Distribution of phototrophic biofilms in cavities (Garraf, Spain)
The distribution of biofilms, the diversity of phototrophic organisms, and their relation to environmental conditions were studied in three limestone cavities in the karstic Garraf massif (Barcelona, NE Spain). Sixty-two taxa: 28 Cyanobacteria (42.8% Chroococcales, 21.4% Oscillatoriales, 7.1% Nostocales and 28.6% Stigonematales), 11 Chlorophyta, 16 Bacillariophyta and 7 lichens were identified. The environmental data obtained at three cavities by measuring temperature, relative humidity and light, showed a clear gradient from the entrance to a certain depth beyond which they remained stable. In a broad sense, the existence of three different levels can be assumed: a) Entrance level. The microclimate was strongly influenced by the outdoors. Scarcely attenuated light and abiotic factors fluctuated throughout the year. On the highly illuminated dry rocks the microflora colonies were quite rich, with special abundance of mucilaginous biofilms composed of algae and cyanobacteria typical of terrestrial aerophytic or atmophytic habitats. The community dominated by Scytonema julianum thrived in areas protected from rain. Trentepohlia sp. and many crustose lichens, which had this alga as a photobiont, were abundant. b) Intermediate level, with moderate abiotic oscillations and low light (25-0.5 mV) that was not yet a stress factor.A mixture of species formed biofilms. Cyanobacteria were their most visible constituents, occasionally mixed with green algae and diatoms. Biofilm abundance diminished with decreasing irradiance. c) Deep level (< 1 mV) until light extinction, with stable abiotic factors (10°C and dew point humidity). Only a few species were able to colonize this dim light zone. The presence of remains and empty sheaths increased with decreasing irradiance, and except for Geitleria calcarea and Loriella osteophila, the algae were heavily colonized by bacteria and filamentous fungi.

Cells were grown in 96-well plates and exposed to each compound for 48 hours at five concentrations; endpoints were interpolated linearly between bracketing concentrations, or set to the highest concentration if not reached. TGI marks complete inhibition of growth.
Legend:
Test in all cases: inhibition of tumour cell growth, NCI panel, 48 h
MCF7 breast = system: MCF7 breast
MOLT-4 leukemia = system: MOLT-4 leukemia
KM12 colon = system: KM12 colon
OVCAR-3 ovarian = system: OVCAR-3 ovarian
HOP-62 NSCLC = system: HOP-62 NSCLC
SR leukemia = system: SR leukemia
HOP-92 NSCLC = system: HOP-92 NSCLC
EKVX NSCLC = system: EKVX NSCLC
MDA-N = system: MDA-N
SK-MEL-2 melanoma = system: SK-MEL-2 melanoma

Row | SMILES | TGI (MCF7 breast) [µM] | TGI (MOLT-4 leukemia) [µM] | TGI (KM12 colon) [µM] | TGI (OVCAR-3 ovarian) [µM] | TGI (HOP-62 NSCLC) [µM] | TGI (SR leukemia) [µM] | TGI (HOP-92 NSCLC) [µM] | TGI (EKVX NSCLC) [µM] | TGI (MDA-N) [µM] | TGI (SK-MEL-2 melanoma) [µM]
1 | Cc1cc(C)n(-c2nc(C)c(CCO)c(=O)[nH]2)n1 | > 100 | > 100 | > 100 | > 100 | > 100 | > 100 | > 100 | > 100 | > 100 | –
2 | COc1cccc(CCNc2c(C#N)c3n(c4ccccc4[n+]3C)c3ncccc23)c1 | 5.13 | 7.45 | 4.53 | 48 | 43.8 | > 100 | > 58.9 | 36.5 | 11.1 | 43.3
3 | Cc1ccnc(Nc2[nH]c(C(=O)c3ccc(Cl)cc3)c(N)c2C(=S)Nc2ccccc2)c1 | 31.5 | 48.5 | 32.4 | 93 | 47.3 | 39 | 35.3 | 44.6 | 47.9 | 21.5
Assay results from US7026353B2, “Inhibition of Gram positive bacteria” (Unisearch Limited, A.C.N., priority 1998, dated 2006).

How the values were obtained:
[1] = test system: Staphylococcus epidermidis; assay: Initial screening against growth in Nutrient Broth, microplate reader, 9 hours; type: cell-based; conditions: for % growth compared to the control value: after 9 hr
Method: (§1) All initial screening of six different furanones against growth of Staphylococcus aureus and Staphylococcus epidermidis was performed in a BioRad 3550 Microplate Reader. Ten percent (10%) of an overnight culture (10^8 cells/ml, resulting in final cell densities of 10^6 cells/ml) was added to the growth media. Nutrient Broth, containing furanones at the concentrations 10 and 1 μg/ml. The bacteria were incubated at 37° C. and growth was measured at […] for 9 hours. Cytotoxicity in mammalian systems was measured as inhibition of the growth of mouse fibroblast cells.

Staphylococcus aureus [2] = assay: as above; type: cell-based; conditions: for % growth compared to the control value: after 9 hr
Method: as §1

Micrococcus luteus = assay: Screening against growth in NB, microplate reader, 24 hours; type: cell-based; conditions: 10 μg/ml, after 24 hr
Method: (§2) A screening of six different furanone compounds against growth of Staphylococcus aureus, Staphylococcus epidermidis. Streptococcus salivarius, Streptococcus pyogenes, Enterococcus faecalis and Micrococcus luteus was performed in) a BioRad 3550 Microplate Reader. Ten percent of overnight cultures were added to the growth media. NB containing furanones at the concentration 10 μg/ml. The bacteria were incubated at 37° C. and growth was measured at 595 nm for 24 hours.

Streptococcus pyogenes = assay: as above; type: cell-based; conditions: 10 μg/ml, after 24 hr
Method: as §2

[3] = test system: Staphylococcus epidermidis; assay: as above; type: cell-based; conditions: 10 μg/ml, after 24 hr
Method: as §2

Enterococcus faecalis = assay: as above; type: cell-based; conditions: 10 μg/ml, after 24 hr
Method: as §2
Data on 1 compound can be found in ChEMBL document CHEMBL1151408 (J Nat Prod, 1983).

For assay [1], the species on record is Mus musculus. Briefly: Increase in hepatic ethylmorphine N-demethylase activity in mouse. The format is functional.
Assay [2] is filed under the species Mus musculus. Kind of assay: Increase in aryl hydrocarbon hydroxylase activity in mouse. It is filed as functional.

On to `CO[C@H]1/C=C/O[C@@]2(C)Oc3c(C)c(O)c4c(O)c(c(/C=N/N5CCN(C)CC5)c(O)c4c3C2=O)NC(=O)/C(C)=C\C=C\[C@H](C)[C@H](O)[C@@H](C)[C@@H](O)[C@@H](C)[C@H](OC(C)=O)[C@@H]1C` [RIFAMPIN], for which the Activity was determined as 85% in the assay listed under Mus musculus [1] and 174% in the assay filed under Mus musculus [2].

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Document Type: Research Article
Publication date: May 1, 2004
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- Nova Hedwigia is an international journal publishing original, peer-reviewed papers on current issues of taxonomy, morphology, ultrastructure and ecology of all groups of cryptogamic plants, including cyanophytes/cyanobacteria and fungi. The half-tone plates in Nova Hedwigia are known for their high quality, which makes them especially suitable for the reproduction of photomicrographs and scanning and transmission electron micrographs.
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